In many ways, the first item on Monsieur Charles Messier’s list of fuzzy non-comets is the most peculiar. His 1774 list includes many galaxies, globular clusters, and planetary nebulae, but M1 is none of these. The smudge in Taurus received the nickname “Crab Nebula” a century later from Lord Rosse, who saw filaments like crab’s legs extending from the central mass. It looked strange enough, but how strange it actually was became apparent only in the 20th century.

With the gradual understanding of the mechanism of supernovae came the conception of a supernova remnant, or SNR. The debris remaining after a star explodes can take many forms, and naturally it changes over time. Changes in the Crab’s shape were evident over a few decades, with the filaments appearing to be expanding from the centre. Based on the expansion rate, astronomers estimated the supernova occurred almost a millennium ago. Old Chinese records indicate that the Crab Nebula is the remnant of a star that exploded in 1054 -- or at least that’s when the light from the explosion reached Earth. Since then, the puff left behind has been expanding and evolving.

Our understanding of SNRs has also been evolving, thanks to both theoretical advances (especially general relativity) and observations at wavelengths outside the visible range. Observations made using early radio telescopes linked the Crab to a bright radio source. Both X-ray and gamma imaging confirmed there was a compact, energetic enigma there. The hot, bluish 16th-magnitude star named Baade’s Star or CM Tauri at the heart of the Crab was found to have a peculiar light spectrum, but seemed too faint to be the source of all the electromagnetic energy observed. Then, not long after the announcement in early 1968 of the accidental discovery of pulsars, the compact source was found to emit radio pulses at a rate of thirty times a second. That was convincing evidence that the core of the Crab Nebula is a rapidly rotating neutron star, a bizarre object as massive as the Sun but only a dozen kilometers in diameter. As it rotates, emissions from its magnetic poles sweep across the sky, with the radio waves flashing past the Earth like a searchlight beam.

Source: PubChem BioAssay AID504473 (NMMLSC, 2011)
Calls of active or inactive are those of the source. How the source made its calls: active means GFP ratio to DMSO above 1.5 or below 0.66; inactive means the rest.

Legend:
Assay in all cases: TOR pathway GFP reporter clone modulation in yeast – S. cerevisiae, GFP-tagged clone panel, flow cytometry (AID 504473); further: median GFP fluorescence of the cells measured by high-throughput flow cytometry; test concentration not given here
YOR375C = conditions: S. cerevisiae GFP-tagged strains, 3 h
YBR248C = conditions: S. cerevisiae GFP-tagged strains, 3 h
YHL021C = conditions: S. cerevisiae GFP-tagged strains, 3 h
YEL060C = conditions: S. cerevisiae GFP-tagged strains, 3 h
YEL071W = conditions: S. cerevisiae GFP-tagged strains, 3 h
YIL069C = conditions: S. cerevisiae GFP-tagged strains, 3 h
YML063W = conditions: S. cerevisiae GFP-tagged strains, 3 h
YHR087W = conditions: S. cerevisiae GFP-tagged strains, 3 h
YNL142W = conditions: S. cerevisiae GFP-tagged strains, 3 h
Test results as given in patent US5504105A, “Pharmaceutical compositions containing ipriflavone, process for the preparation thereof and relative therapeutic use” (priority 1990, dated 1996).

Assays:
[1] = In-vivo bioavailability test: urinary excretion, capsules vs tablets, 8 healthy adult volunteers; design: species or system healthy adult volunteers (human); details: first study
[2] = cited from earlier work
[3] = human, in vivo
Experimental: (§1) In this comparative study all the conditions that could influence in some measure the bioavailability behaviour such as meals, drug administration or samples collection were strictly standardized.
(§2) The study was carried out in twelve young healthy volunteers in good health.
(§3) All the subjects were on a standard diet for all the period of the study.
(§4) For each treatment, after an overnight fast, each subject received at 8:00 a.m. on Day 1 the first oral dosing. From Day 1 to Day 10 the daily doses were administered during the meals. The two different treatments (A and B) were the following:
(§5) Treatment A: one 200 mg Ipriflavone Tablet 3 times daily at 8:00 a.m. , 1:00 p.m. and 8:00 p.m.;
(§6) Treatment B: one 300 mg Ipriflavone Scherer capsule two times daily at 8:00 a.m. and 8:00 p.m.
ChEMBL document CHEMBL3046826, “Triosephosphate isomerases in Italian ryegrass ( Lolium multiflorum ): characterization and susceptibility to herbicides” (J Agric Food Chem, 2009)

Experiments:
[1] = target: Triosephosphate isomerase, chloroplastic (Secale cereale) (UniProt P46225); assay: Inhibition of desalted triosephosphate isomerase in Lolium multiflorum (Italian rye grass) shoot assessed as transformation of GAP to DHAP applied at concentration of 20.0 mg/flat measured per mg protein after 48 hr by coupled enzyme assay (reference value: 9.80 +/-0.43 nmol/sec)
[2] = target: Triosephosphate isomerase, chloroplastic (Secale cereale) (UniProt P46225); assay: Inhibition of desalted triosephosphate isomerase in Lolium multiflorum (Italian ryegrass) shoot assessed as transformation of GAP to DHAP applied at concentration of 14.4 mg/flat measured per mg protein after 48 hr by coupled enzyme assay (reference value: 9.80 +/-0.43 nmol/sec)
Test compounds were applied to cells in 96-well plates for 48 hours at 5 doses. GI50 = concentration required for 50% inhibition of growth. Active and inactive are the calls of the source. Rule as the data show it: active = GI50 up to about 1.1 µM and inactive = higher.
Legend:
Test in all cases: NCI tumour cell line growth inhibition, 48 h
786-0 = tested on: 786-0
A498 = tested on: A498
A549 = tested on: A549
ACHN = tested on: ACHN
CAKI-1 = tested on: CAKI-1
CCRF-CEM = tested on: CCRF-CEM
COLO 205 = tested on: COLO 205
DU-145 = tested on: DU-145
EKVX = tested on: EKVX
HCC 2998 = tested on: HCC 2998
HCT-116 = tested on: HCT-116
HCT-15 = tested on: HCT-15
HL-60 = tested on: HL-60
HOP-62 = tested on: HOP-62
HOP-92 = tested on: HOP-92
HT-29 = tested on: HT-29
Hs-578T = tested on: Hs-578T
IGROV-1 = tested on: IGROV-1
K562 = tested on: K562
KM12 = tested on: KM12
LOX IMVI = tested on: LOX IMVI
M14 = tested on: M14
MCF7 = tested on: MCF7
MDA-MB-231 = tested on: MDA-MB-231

Astronomers immediately wondered if the visible light from the neutron star at the Crab’s core was also flashing. The discovery of the optical pulsations of CM Tauri is an exciting chapter in 1960s astronomy, and one that’s extremely well documented. Thanks to the physicist Philip Morrison and the American Institute of Physics, the website http://www.aip.org/history/mod/pulsar/pulsar1/01.html contains descriptions, interviews, images, and audio from the very moment of discovery. It is a fascinating look at how real science advances, by a combination of enthusiasm, knowledge, risk-taking, and a sense of adventure. John Cocke and Michael Disney, two young theoretical astronomers, found themselves at the University of Arizona’s Steward Observatory on Kitt Peak late in 1968. They needed experience at actually using a telescope and somehow realized that they could put together all the pieces they needed to attempt this challenging observation. Variable stars don’t get much more variable than this. How do you detect a star flashing 30 times a second? You need fast imaging instrumentation, plus electronics to compile data in special ways over an extended period, plus a decent-sized telescope, of course. (The one they used was a 36-incher.)